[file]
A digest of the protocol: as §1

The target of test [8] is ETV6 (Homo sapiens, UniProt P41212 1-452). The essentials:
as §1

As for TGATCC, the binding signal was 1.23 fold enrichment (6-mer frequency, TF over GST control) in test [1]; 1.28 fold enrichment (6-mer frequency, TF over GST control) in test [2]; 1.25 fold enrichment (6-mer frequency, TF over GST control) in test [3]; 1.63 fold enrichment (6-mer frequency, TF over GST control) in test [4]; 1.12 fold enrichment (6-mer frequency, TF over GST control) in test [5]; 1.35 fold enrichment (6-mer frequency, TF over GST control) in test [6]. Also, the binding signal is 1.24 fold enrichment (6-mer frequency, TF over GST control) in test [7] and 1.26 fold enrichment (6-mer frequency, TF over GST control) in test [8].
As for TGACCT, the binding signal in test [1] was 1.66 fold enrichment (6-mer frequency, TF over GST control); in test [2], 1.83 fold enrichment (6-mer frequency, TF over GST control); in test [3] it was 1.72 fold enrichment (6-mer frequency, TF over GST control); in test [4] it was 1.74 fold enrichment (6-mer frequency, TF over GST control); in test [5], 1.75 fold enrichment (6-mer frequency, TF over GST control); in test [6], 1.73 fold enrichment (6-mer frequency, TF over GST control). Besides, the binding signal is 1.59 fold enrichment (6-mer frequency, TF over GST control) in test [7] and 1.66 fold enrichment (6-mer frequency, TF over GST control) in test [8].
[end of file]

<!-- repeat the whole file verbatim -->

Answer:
A digest of the protocol: as §1

The target of test [8] is ETV6 (Homo sapiens, UniProt P41212 1-452). The essentials:
as §1

As for TGATCC, the binding signal was 1.23 fold enrichment (6-mer frequency, TF over GST control) in test [1]; 1.28 fold enrichment (6-mer frequency, TF over GST control) in test [2]; 1.25 fold enrichment (6-mer frequency, TF over GST control) in test [3]; 1.63 fold enrichment (6-mer frequency, TF over GST control) in test [4]; 1.12 fold enrichment (6-mer frequency, TF over GST control) in test [5]; 1.35 fold enrichment (6-mer frequency, TF over GST control) in test [6]. Also, the binding signal is 1.24 fold enrichment (6-mer frequency, TF over GST control) in test [7] and 1.26 fold enrichment (6-mer frequency, TF over GST control) in test [8].
As for TGACCT, the binding signal in test [1] was 1.66 fold enrichment (6-mer frequency, TF over GST control); in test [2], 1.83 fold enrichment (6-mer frequency, TF over GST control); in test [3] it was 1.72 fold enrichment (6-mer frequency, TF over GST control); in test [4] it was 1.74 fold enrichment (6-mer frequency, TF over GST control); in test [5], 1.75 fold enrichment (6-mer frequency, TF over GST control); in test [6], 1.73 fold enrichment (6-mer frequency, TF over GST control). Besides, the binding signal is 1.59 fold enrichment (6-mer frequency, TF over GST control) in test [7] and 1.66 fold enrichment (6-mer frequency, TF over GST control) in test [8].